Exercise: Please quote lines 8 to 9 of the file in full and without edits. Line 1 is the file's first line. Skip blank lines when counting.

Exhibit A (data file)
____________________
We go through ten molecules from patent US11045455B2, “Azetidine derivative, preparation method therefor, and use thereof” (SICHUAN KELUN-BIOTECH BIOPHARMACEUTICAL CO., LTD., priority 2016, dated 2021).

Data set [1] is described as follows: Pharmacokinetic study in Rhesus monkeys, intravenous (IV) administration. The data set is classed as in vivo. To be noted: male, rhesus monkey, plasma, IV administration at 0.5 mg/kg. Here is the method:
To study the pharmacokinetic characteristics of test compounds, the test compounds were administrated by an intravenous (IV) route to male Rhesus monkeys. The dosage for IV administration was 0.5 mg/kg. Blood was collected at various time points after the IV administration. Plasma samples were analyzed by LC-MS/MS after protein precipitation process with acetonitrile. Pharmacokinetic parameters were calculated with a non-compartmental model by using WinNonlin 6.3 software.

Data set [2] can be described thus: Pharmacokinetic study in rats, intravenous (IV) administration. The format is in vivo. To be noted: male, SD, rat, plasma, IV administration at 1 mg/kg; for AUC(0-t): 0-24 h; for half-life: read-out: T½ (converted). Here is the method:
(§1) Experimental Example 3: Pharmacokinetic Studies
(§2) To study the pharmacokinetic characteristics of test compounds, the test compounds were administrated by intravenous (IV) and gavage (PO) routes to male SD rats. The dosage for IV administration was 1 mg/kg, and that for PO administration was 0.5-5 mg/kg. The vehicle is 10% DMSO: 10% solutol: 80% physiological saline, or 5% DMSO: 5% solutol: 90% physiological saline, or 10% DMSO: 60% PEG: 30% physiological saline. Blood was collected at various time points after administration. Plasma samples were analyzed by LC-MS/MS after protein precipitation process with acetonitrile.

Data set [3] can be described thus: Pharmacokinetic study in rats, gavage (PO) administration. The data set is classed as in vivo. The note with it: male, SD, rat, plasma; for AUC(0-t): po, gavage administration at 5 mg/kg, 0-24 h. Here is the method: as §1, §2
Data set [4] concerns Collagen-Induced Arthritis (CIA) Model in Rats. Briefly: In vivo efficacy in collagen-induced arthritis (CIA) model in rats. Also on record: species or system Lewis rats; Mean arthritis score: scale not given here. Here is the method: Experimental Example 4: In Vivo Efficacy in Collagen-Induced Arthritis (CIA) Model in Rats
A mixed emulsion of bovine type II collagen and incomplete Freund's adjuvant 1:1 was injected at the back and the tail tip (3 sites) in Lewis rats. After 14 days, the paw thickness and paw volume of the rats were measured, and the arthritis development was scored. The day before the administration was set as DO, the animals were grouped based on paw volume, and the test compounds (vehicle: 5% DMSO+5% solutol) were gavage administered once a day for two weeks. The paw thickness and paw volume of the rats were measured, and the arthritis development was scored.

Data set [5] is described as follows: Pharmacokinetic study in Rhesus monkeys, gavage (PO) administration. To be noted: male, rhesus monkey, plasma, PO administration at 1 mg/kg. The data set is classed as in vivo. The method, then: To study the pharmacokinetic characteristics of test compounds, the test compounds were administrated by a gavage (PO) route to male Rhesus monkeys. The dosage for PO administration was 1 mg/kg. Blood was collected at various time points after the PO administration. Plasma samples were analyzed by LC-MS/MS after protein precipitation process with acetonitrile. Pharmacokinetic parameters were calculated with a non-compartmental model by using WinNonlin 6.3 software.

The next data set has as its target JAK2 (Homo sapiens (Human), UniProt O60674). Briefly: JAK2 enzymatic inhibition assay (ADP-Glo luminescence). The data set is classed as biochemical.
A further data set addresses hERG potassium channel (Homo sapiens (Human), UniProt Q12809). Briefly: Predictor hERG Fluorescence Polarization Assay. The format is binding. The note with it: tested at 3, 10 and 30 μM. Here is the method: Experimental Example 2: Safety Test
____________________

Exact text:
Data set [4] concerns Collagen-Induced Arthritis (CIA) Model in Rats. Briefly: In vivo efficacy in collagen-induced arthritis (CIA) model in rats. Also on record: species or system Lewis rats; Mean arthritis score: scale not given here. Here is the method: Experimental Example 4: In Vivo Efficacy in Collagen-Induced Arthritis (CIA) Model in Rats
A mixed emulsion of bovine type II collagen and incomplete Freund's adjuvant 1:1 was injected at the back and the tail tip (3 sites) in Lewis rats. After 14 days, the paw thickness and paw volume of the rats were measured, and the arthritis development was scored. The day before the administration was set as DO, the animals were grouped based on paw volume, and the test compounds (vehicle: 5% DMSO+5% solutol) were gavage administered once a day for two weeks. The paw thickness and paw volume of the rats were measured, and the arthritis development was scored.